The end of Huawei and ZTE in the U.S. is looking more like a near reality instead of a lingering headline as the FCC is moving forward with a $1.895 billion program that will tear out and replace the Chinese telecoms’ equipment. Though the idea met its own set of obstacles and has been in the works since December 2020, it appears to be gaining meaningful momentum. The price tag of this operation is also no joke. With almost $2 billion on the table, the move is a definitive statement by the FCC that shows its intent is less about rhetoric and more about action.
There are some changes the FCC is seeking in the Consolidated Appropriations Act, which is the act responsible for the funding to replace Huawei and ZTE in networks around the United States. For starters, the FCC is looking to widen the eligibility of service providers that can use the funds. The original idea was to cap the funds for service providers up to 2 million subscribers, however, the FCC would like to raise this number to 10 million. Another notable change is to limit the number of reimbursements for equipment or services obtained by companies from Huawei and/or ZTE on or before June 30, 2020. The third main change sought by the FCC is to prioritize funding for applications submitted by entities with 2 million or fewer customers, accredited non-commercial educational institutions with their own facilities-based broadband service, and then lastly, the remaining eligible entities which are applying. This is to account for the possibility that demand was to outweigh the supply of funds.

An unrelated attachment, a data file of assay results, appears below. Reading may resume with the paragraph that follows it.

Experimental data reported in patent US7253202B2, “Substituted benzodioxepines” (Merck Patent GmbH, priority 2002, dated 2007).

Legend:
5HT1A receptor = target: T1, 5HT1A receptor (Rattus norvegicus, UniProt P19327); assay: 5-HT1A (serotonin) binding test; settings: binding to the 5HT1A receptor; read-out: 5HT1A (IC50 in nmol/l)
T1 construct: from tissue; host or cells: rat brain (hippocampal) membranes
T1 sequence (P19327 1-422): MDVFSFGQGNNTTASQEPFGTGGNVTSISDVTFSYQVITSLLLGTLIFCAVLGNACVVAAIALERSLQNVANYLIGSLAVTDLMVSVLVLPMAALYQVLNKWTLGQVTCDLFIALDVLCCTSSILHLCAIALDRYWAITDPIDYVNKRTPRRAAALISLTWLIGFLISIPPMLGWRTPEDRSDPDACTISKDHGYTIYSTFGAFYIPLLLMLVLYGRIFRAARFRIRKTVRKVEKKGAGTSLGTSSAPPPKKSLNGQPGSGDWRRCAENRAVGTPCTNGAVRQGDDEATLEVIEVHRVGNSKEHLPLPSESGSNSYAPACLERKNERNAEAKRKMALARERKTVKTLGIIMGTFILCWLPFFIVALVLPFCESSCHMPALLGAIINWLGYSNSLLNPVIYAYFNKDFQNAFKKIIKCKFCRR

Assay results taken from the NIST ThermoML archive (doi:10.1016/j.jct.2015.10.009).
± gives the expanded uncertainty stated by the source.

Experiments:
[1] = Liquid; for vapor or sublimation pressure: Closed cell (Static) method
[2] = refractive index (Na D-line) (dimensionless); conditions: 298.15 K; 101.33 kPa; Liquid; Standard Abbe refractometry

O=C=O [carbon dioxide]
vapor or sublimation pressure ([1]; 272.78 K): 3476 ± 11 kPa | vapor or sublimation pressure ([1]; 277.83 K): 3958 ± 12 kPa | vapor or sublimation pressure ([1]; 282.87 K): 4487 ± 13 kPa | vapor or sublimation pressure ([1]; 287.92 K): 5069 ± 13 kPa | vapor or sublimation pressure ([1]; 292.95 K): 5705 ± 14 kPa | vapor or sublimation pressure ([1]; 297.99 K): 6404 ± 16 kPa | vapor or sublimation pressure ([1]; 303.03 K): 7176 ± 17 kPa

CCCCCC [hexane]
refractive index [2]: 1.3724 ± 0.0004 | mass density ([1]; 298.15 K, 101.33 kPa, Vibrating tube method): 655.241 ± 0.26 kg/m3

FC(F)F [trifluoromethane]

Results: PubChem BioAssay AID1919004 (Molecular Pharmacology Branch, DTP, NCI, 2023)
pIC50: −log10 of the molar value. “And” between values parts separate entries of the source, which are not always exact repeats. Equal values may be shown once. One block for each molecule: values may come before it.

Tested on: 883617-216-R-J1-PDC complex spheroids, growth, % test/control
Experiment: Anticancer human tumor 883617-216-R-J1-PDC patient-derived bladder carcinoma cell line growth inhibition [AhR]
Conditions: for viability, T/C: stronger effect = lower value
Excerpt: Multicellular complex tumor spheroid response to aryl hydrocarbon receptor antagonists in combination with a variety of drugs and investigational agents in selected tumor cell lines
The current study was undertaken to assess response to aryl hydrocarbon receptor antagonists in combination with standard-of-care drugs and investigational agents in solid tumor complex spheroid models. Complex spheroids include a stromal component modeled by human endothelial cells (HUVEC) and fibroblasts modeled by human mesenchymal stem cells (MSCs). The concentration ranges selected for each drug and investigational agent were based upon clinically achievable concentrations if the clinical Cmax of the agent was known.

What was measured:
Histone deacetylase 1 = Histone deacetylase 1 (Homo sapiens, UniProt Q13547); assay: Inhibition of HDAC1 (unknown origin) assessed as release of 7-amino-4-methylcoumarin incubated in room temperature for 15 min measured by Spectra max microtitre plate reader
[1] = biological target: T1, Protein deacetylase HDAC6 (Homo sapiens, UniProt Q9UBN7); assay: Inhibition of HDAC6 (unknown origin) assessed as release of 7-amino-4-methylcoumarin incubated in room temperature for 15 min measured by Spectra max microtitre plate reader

Because of these proposals and various other aspects of the fund, the Telecommunications Industry Association (TIA) is saying that the funds might be ready near the end of the year in 2021. “The way the FCC does these programs, individuals will have to fill out forms and submit them to the Commission,” said TIA’s Senior Director of Policy, Colin Andrews “But the forms haven’t been written yet.” On top of this, only time will tell if the funds will be enough to cover all that it needs to cover.
There are no specifications of the funds favoring wired or wireless networks. “While some reports seem to indicate that covered equipment may be more prevalent in wireless networks, the concerns related to national security and the law establishing a rip-and-replace framework do not distinguish between wireless and wired technologies,” said Senior VP for Industry Affairs and Business Development at NTCA (The Rural Broadband Association), Michael Romano. Still, some may contest that notion as many signs do point to this fund being aimed at wireless companies. Andrews stated, “This is largely for wireless networks. They did open it up as well for wired. It’s being debated currently what types of equipment can be funded, whether existing hard equipment or newer virtualized equipment.”
While Huawei and ZTE are making headlines and are an obvious priority, security is the goal here and there are many reminding the industry that the threats do not end with these two names. A notable voice would be that of FCC Commissioner Brenden Carr saying that there are “multiple telecom providers operating in the U.S. today that are owned or controlled by the People’s Republic of China.” Carr went on to give multiple examples including China Telecom, China Unicom, Civic Networks, and Comnet. A recent attack in December 2020 that happened to SolarWinds and is believed to be from Russia, is renewing the ongoing interest in revamping American cybersecurity. President Joe Biden and his administration even went as far as to encode a hidden message recruiting coders to help in these efforts. Biden’s FCC Acting Chairwoman Jessica Rosenworcel agrees that action is necessary stating that, “The sooner we conclude this proceeding, the swifter we can start helping providers secure their networks.”
Source: Fierce Wireless